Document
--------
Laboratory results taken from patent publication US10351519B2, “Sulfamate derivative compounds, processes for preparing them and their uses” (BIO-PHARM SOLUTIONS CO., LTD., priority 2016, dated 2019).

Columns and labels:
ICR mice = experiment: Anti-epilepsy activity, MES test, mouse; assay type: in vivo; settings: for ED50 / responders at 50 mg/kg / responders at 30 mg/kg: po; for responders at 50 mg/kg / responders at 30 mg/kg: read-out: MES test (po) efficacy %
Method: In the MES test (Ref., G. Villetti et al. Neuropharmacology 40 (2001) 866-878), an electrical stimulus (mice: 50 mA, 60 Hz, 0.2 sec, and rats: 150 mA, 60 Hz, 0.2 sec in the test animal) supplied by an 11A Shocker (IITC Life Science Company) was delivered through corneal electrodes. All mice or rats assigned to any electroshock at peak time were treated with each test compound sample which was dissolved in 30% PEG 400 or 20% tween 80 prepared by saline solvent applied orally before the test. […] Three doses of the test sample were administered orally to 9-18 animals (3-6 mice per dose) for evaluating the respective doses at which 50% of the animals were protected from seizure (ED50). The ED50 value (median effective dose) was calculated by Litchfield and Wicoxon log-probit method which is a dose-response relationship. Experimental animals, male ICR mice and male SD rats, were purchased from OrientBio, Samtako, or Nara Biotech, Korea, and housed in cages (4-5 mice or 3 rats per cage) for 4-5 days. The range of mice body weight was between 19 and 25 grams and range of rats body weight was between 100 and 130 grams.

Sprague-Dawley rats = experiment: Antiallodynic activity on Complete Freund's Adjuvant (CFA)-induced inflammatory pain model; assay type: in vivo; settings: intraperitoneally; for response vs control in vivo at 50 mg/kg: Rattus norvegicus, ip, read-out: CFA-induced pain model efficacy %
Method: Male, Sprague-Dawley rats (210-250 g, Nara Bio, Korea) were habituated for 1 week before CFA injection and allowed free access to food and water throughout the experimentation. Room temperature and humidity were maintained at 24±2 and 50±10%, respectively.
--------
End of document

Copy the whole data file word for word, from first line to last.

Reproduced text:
Laboratory results taken from patent publication US10351519B2, “Sulfamate derivative compounds, processes for preparing them and their uses” (BIO-PHARM SOLUTIONS CO., LTD., priority 2016, dated 2019).

Columns and labels:
ICR mice = experiment: Anti-epilepsy activity, MES test, mouse; assay type: in vivo; settings: for ED50 / responders at 50 mg/kg / responders at 30 mg/kg: po; for responders at 50 mg/kg / responders at 30 mg/kg: read-out: MES test (po) efficacy %
Method: In the MES test (Ref., G. Villetti et al. Neuropharmacology 40 (2001) 866-878), an electrical stimulus (mice: 50 mA, 60 Hz, 0.2 sec, and rats: 150 mA, 60 Hz, 0.2 sec in the test animal) supplied by an 11A Shocker (IITC Life Science Company) was delivered through corneal electrodes. All mice or rats assigned to any electroshock at peak time were treated with each test compound sample which was dissolved in 30% PEG 400 or 20% tween 80 prepared by saline solvent applied orally before the test. […] Three doses of the test sample were administered orally to 9-18 animals (3-6 mice per dose) for evaluating the respective doses at which 50% of the animals were protected from seizure (ED50). The ED50 value (median effective dose) was calculated by Litchfield and Wicoxon log-probit method which is a dose-response relationship. Experimental animals, male ICR mice and male SD rats, were purchased from OrientBio, Samtako, or Nara Biotech, Korea, and housed in cages (4-5 mice or 3 rats per cage) for 4-5 days. The range of mice body weight was between 19 and 25 grams and range of rats body weight was between 100 and 130 grams.

Sprague-Dawley rats = experiment: Antiallodynic activity on Complete Freund's Adjuvant (CFA)-induced inflammatory pain model; assay type: in vivo; settings: intraperitoneally; for response vs control in vivo at 50 mg/kg: Rattus norvegicus, ip, read-out: CFA-induced pain model efficacy %
Method: Male, Sprague-Dawley rats (210-250 g, Nara Bio, Korea) were habituated for 1 week before CFA injection and allowed free access to food and water throughout the experimentation. Room temperature and humidity were maintained at 24±2 and 50±10%, respectively.